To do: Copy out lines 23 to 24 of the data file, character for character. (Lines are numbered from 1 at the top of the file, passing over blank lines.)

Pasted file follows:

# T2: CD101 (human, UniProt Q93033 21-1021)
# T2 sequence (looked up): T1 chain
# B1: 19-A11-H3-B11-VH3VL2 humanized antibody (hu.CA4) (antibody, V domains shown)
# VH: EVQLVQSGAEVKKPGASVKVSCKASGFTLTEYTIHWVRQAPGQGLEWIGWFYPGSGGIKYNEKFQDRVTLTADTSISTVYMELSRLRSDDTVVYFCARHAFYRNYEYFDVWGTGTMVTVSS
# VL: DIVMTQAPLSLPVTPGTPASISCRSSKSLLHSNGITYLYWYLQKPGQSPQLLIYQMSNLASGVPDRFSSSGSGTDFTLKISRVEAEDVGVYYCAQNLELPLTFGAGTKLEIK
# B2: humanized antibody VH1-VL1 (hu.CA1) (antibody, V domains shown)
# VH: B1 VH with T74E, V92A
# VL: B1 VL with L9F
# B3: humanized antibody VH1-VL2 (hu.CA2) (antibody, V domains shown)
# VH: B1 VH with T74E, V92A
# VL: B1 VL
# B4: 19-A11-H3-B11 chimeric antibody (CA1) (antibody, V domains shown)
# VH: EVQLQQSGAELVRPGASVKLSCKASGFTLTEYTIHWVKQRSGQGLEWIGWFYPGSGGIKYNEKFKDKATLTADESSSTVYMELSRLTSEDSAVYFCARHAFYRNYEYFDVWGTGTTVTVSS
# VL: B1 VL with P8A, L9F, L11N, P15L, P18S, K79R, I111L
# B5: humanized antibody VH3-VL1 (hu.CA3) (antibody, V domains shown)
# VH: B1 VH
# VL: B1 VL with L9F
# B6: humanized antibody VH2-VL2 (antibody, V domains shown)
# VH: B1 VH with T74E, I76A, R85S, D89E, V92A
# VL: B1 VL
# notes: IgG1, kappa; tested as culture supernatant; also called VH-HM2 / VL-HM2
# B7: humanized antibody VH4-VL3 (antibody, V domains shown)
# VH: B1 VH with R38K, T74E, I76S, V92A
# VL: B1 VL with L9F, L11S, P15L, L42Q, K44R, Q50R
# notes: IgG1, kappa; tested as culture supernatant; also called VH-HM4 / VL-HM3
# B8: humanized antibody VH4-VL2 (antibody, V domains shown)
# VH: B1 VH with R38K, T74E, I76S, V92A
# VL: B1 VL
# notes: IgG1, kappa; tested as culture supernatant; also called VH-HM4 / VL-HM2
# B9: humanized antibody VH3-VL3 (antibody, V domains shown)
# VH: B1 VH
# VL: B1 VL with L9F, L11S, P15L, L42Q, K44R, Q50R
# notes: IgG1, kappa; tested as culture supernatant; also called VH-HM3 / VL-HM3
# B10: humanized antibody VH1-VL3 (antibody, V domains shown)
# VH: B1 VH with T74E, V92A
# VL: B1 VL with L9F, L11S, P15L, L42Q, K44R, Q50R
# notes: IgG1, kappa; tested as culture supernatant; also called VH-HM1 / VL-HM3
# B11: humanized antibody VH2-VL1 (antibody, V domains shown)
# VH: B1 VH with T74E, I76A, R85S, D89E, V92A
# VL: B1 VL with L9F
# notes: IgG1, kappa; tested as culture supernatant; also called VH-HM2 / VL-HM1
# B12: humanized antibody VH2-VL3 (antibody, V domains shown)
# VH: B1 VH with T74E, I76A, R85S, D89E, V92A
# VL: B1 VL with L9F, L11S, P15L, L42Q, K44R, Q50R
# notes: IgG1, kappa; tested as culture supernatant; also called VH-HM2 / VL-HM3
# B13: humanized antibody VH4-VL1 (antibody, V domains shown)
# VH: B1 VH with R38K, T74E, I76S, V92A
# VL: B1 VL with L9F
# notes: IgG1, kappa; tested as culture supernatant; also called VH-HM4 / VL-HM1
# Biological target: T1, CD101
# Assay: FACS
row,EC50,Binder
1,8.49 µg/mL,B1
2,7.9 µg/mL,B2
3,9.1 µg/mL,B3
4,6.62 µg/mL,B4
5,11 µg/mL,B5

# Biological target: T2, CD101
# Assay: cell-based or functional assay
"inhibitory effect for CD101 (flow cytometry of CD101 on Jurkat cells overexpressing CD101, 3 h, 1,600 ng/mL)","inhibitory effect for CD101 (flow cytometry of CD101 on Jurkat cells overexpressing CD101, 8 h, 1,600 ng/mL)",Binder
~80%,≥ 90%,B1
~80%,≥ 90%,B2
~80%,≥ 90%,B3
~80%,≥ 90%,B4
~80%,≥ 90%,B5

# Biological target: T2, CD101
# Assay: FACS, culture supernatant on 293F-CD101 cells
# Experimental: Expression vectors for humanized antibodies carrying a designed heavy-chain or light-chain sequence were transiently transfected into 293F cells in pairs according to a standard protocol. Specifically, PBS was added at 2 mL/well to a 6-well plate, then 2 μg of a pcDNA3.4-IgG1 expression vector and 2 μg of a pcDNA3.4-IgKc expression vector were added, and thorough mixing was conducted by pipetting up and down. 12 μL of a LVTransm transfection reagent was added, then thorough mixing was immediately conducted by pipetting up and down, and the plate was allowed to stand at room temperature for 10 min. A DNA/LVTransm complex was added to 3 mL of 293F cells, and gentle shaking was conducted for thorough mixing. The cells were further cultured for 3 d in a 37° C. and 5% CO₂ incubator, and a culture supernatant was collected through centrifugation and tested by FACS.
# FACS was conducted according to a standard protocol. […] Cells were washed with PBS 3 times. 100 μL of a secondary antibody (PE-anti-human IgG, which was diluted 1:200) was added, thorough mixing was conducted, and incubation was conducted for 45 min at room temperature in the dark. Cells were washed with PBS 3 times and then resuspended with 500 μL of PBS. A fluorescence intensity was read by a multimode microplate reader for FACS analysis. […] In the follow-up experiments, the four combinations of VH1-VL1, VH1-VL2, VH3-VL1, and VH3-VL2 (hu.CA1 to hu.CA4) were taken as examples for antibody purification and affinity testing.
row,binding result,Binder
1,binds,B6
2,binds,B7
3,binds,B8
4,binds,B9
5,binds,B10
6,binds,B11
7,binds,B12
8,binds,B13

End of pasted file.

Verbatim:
# VH: B1 VH with R38K, T74E, I76S, V92A
# VL: B1 VL with L9F, L11S, P15L, L42Q, K44R, Q50R